The transcriptional network acting downstream of LIF, WNT and MAPK–ERK to stabilize mouse embryonic stem cells (ESCs) in their naive state has been extensively characterized. However, the upstream factors regulating these three signaling pathways remain largely uncharted. PR-domain-containing proteins (PRDMs) are zinc-finger sequence-specific chromatin factors that have essential roles in embryonic development and cell fate decisions. Here we characterize the transcriptional regulator PRDM15, which acts independently of PRDM14 to regulate the naive state of mouse ESCs. Mechanistically, PRDM15 modulates WNT and MAPK–ERK signaling by directly promoting the expression of Rspo1 (R-spondin1) and Spry1 (Sprouty1). Consistent with these findings, CRISPR–Cas9-mediated disruption of PRDM15-binding sites in the Rspo1 and Spry1 promoters recapitulates PRDM15 depletion, both in terms of local chromatin organization and the transcriptional modulation of these genes. Collectively, our findings uncover an essential role for PRDM15 as a chromatin factor that modulates the transcription of upstream regulators of WNT and MAPK–ERK signaling to safeguard naive pluripotency.
A gene encoding maize caffeoyl-CoA O-methyltransferase confers quantitative resistance to multiple pathogens Nat. Genet. (IF 27.959) Pub Date : 2017-07-24 Qin Yang, Yijian He, Mercy Kabahuma, Timothy Chaya, Amy Kelly, Eli Borrego, Yang Bian, Farid El Kasmi, Li Yang, Paulo Teixeira, Judith Kolkman, Rebecca Nelson, Michael Kolomiets, Jeffery L Dangl, Randall Wisser, Jeffrey Caplan, Xu Li, Nick Lauter, Peter Balint-Kurti
Alleles that confer multiple disease resistance (MDR) are valuable in crop improvement, although the molecular mechanisms underlying their functions remain largely unknown. A quantitative trait locus, qMdr9.02, associated with resistance to three important foliar maize diseases—southern leaf blight, gray leaf spot and northern leaf blight—has been identified on maize chromosome 9. Through fine-mapping, association analysis, expression analysis, insertional mutagenesis and transgenic validation, we demonstrate that ZmCCoAOMT2, which encodes a caffeoyl-CoA O-methyltransferase associated with the phenylpropanoid pathway and lignin production, is the gene within qMdr9.02 conferring quantitative resistance to both southern leaf blight and gray leaf spot. We suggest that resistance might be caused by allelic variation at the level of both gene expression and amino acid sequence, thus resulting in differences in levels of lignin and other metabolites of the phenylpropanoid pathway and regulation of programmed cell death.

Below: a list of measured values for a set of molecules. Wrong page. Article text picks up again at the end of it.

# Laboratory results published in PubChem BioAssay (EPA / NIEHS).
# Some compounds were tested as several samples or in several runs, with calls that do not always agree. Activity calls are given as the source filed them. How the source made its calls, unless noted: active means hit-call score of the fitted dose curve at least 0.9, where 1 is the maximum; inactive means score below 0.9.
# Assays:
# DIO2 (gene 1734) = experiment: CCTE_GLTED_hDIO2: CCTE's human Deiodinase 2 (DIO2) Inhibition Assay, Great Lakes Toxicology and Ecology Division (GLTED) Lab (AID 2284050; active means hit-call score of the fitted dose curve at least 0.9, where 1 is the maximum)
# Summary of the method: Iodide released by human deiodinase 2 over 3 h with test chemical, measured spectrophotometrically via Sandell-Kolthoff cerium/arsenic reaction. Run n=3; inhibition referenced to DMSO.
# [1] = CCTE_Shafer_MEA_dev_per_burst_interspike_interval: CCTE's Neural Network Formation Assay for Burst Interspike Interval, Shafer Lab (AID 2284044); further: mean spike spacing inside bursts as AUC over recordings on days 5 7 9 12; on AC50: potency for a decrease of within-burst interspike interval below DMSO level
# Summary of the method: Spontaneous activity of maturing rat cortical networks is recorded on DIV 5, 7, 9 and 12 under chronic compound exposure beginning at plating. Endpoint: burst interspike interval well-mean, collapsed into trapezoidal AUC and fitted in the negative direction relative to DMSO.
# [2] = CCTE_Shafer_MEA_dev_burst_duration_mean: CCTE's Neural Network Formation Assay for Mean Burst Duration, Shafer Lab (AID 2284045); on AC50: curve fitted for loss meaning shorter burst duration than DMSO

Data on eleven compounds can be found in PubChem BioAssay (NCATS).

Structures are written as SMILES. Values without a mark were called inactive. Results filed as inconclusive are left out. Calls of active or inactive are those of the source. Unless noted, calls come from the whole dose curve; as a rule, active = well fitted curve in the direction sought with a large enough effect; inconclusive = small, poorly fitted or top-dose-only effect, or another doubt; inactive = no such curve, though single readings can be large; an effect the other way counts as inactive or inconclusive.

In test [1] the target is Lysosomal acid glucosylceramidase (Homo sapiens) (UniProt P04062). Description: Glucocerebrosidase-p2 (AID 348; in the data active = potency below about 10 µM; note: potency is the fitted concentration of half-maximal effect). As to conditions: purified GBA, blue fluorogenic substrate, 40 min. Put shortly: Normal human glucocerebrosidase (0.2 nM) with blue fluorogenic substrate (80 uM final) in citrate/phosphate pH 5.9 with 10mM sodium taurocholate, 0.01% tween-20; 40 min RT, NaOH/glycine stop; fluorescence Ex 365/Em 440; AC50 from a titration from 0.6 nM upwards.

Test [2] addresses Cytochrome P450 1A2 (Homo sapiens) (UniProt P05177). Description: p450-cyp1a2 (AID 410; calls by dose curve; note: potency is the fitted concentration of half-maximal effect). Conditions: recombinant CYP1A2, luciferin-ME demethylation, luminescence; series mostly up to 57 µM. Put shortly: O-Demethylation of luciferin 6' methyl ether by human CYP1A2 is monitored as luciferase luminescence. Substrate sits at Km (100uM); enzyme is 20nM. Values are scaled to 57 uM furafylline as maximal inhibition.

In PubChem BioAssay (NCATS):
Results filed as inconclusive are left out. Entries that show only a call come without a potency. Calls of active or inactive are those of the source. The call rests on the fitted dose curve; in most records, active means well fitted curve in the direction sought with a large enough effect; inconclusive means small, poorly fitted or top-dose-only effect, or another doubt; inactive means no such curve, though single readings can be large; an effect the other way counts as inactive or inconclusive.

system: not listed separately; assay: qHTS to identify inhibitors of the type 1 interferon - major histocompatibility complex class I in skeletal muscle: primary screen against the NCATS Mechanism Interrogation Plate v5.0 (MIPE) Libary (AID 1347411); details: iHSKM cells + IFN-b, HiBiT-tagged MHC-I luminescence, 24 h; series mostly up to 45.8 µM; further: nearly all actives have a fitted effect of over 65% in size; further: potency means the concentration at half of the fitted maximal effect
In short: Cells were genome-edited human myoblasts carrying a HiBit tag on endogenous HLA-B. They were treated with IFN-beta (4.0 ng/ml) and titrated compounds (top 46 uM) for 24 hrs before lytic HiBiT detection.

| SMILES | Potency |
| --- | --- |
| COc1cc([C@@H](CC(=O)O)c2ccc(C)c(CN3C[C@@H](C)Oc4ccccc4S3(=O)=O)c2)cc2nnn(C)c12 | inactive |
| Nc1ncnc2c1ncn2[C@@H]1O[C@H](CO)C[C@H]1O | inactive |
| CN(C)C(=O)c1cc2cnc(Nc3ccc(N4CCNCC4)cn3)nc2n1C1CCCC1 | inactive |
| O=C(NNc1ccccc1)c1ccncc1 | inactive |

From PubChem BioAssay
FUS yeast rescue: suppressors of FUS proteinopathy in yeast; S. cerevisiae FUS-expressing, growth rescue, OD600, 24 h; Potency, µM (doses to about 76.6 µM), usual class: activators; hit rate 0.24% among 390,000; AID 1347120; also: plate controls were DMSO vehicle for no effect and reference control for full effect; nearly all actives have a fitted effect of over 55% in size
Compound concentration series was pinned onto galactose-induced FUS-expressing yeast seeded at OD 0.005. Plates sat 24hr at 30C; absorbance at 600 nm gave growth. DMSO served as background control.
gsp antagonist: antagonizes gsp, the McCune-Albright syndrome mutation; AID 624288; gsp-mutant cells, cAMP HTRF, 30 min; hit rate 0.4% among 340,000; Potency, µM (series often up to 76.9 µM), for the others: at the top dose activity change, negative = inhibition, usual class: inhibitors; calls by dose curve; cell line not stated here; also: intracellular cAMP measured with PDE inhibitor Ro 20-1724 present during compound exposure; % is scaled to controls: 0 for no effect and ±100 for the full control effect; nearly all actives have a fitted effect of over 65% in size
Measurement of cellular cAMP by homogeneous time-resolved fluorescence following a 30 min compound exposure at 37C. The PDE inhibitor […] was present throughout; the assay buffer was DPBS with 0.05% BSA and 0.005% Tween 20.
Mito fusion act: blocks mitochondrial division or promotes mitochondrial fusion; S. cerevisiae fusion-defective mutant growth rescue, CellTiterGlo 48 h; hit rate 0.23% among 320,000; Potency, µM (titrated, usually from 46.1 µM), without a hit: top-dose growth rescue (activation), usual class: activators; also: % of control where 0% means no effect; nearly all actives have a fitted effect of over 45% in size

Rare coding variants in PLCG2, ABI3, and TREM2 implicate microglial-mediated innate immunity in Alzheimer's disease Nat. Genet. (IF 27.959) Pub Date : 2017-07-17 Rebecca Sims, Sven J van der Lee, Adam C Naj, Céline Bellenguez, Nandini Badarinarayan, Johanna Jakobsdottir, Brian W Kunkle, Anne Boland, Rachel Raybould, Joshua C Bis, Eden R Martin, Benjamin Grenier-Boley, Stefanie Heilmann-Heimbach, Vincent Chouraki, Amanda B Kuzma, Kristel Sleegers, Maria Vronskaya, Agustin Ruiz, Robert R Graham, Robert Olaso, Per Hoffmann, Megan L Grove, Badri N Vardarajan, Mikko Hiltunen, Markus M Nöthen, Charles C White, Kara L Hamilton-Nelson, Jacques Epelbaum, Wolfgang Maier, Seung-Hoan Choi, Gary W Beecham, Cécile Dulary, Stefan Herms, Albert V Smith, Cory C Funk, Céline Derbois, Andreas J Forstner, Shahzad Ahmad, Hongdong Li, Delphine Bacq, Denise Harold, Claudia L Satizabal, Otto Valladares, Alessio Squassina, Rhodri Thomas, Jennifer A Brody, Liming Qu, Pascual Sánchez-Juan, Taniesha Morgan, Frank J Wolters, Yi Zhao, Florentino Sanchez Garcia, Nicola Denning, Myriam Fornage, John Malamon, Maria Candida Deniz Naranjo, Elisa Majounie, Thomas H Mosl..
Sven van der Lee, Julie Williams, Gerard Schellenberg and colleagues identify rare coding variants in PLCG2, ABI3 and TREM2 associated with Alzheimer's disease. These genes are highly expressed in microglia and provide additional evidence that the microglia-mediated immune response contributes to the development of Alzheimer's disease.